Last month Filipe and I traveled to Dallas, TX. Every fall and spring (since kids came on the scene) we take a trip away together- just the two of us, no kids. The trip is marriage-focused, but this time we combined a little work in too. And I didn’t mind. I happen to really like ministry, and because of our current season, I often have to watch from the sidelines. I enjoyed getting involved for a couple days without having to chase after three kids.
This trip also gave me a few days to focus on writing. While Filipe met with pastors, I sat in Starbucks typing away on my computer. It was heaven for me.
Through a series of random events (or what felt random at the time), I was scheduled to have lunch with Mary DeMuth (author of The Muir House which I reviewed earlier this week) and two other friends and pastor’s wives (one of whom happens to be a writer too!).
Mary just so happens to understand a little about church planting since her family helped plant a church in France (yes, the country). She’s authored about a dozen books all while being a stay-at-home mom of three, and currently attends the church that is South Bay’s primary sponsoring church. I would say we have just a little in common, but I’ll let you decide for yourself.
The afternoon of our lunch, I arrived full of questions, and an expectant heart, all while trying to hide the nerves (though I probably didn’t succeed at that very well). Mary arrived with gifts in hand and instantly put us at ease. We ate lunch in a quaint little restaurant in Rockwall, TX discussing the worlds ministry and writing and how to navigate through them.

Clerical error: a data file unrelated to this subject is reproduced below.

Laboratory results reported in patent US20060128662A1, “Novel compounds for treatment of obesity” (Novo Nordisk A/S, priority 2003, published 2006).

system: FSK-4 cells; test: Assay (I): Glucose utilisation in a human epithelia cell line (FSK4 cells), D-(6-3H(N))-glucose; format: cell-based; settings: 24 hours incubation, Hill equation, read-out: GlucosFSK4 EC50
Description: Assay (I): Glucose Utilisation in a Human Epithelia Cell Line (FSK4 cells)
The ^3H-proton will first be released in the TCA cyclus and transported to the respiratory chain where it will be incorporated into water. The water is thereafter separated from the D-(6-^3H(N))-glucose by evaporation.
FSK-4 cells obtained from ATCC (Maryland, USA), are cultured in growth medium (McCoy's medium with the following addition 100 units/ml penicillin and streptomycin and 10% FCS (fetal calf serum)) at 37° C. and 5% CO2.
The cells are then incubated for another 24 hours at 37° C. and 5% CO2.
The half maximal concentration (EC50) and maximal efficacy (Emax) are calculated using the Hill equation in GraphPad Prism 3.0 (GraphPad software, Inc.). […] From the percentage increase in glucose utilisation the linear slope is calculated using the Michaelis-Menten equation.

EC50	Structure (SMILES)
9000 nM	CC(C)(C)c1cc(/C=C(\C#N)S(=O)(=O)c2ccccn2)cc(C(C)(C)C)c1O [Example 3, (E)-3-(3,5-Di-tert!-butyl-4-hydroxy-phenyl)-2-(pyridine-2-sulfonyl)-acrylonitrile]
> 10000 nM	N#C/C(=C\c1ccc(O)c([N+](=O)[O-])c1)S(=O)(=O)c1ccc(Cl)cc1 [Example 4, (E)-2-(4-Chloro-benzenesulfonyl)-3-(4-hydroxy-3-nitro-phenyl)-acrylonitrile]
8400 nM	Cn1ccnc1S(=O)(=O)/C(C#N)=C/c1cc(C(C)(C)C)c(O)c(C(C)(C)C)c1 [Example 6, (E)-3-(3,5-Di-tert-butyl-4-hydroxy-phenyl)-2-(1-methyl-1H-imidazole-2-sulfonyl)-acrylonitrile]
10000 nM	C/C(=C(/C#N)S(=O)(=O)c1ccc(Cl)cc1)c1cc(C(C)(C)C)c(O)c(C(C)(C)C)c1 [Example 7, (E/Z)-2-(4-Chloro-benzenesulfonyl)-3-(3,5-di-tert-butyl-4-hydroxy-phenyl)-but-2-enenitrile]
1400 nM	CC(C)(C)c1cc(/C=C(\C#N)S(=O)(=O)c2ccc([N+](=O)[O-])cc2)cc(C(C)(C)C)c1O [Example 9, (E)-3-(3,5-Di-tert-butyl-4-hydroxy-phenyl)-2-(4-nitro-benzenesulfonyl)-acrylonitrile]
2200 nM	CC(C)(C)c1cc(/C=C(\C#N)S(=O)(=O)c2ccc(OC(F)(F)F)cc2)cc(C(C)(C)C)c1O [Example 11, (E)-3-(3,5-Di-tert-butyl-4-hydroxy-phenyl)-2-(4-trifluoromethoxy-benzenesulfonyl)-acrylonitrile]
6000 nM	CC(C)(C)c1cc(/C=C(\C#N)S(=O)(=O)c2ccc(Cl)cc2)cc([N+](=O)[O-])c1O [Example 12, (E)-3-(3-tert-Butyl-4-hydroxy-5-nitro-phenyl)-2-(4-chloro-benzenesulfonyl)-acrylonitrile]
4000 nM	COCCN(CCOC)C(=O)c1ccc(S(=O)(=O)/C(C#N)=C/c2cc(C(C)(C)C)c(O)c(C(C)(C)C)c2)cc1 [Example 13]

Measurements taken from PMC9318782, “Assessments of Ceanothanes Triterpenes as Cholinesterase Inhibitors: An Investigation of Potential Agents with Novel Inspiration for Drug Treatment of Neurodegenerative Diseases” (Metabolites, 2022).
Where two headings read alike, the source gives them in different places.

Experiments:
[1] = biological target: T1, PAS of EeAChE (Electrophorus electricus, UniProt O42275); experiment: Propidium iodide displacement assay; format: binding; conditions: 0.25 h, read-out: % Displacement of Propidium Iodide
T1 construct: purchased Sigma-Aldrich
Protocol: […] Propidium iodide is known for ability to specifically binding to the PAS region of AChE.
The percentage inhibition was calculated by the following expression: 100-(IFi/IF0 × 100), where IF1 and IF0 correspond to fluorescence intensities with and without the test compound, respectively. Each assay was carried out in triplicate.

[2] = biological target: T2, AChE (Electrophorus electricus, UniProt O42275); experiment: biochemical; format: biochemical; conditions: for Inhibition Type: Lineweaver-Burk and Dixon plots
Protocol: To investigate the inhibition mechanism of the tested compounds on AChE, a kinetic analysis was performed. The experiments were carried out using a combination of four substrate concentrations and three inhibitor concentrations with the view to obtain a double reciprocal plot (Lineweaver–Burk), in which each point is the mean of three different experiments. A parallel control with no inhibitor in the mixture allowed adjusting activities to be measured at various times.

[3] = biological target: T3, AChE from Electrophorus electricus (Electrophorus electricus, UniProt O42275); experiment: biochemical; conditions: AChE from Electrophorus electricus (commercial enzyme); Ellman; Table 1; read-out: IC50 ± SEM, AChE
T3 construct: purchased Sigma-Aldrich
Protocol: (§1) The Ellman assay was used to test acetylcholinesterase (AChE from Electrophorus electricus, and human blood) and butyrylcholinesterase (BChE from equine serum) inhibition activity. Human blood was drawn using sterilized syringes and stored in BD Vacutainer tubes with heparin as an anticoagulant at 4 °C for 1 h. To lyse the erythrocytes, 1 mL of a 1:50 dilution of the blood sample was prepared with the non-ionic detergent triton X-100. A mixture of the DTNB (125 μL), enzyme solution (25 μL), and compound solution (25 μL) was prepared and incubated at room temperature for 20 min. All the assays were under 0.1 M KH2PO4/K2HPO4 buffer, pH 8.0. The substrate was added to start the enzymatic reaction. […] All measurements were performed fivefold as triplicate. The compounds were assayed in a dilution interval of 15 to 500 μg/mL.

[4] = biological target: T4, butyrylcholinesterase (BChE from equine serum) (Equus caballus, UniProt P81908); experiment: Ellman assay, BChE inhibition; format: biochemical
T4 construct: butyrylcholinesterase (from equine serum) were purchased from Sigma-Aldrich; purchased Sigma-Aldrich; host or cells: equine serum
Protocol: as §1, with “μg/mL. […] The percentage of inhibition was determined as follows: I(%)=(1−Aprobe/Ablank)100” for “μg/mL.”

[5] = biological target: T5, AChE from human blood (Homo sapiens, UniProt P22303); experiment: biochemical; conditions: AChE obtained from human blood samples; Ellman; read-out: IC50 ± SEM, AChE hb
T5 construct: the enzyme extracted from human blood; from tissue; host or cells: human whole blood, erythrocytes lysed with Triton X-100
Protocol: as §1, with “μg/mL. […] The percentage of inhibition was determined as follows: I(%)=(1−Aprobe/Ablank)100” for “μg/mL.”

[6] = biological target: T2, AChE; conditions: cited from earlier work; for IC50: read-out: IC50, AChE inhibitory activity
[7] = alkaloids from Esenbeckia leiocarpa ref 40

I felt so blessed in that moment.
I felt like God was smiling down on us as we sat together.
His daughters helping one another grow in the gifts He’s given them.
It felt like the opportunity of a lifetime, and while I shy away from ever putting someone up on a pedestal, it was. Mary was incredibly kind and gracious. She answered my questions without making me feel like the amateur I am, and gave great advice and insight into being a writer. I walked away with more respect for her as a mother and a writer, and more driven to pursue what is in my heart.
I had already agreed to review Mary’s book, The Muir House, prior to our meeting, but didn’t read it until the week after. Most of the book is set in the city of Rockwall, so reading it after our visit felt surreal and made the story come alive even more.
I want to remember moments like these. Meeting Mary was an honor, and while I feel a little embarrassed by the giddiness of this post, I hope I never get too comfortable meeting people like her. She has put years into learning the craft of writing and developing as a writer, and has much to show for it. I am challenged and inspired by her and don’t take the time she gave us for granted.
Thank you Mary for sharing your gift of writing with us, and for teaching us what you’ve learned along the way.